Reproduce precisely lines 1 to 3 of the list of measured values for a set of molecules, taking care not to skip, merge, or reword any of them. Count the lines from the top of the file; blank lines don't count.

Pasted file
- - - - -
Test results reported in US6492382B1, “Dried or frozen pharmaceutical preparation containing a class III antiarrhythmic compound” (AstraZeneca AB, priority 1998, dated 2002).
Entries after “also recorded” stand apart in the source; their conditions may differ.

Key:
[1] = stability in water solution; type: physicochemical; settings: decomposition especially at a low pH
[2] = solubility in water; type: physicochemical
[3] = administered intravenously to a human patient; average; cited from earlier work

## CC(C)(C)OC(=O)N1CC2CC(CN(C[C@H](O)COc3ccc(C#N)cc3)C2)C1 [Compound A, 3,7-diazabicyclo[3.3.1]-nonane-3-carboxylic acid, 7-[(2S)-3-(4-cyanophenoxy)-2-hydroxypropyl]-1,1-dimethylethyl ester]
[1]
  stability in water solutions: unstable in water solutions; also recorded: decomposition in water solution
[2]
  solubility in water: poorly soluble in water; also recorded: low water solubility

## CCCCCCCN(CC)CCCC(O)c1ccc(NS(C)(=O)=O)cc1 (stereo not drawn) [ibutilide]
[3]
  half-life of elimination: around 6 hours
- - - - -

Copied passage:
Test results reported in US6492382B1, “Dried or frozen pharmaceutical preparation containing a class III antiarrhythmic compound” (AstraZeneca AB, priority 1998, dated 2002).
Entries after “also recorded” stand apart in the source; their conditions may differ.

Key: